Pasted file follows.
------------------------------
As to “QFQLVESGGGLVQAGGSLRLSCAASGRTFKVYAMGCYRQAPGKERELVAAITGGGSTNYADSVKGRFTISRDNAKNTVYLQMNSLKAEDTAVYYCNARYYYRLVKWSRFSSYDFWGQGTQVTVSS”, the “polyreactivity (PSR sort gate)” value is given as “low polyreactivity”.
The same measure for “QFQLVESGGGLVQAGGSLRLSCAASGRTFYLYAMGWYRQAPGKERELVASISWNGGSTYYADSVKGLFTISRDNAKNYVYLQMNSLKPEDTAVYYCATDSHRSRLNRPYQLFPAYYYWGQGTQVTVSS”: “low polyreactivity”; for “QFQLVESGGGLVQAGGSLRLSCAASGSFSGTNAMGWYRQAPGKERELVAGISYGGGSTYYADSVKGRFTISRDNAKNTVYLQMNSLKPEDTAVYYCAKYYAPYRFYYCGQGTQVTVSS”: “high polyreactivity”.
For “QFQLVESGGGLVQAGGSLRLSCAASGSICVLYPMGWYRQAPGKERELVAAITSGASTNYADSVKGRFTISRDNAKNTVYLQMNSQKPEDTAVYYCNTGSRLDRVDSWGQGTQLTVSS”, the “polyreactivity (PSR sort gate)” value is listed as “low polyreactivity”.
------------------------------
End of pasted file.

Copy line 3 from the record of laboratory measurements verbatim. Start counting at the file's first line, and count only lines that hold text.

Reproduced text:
For “QFQLVESGGGLVQAGGSLRLSCAASGSICVLYPMGWYRQAPGKERELVAAITSGASTNYADSVKGRFTISRDNAKNTVYLQMNSQKPEDTAVYYCNTGSRLDRVDSWGQGTQLTVSS”, the “polyreactivity (PSR sort gate)” value is listed as “low polyreactivity”.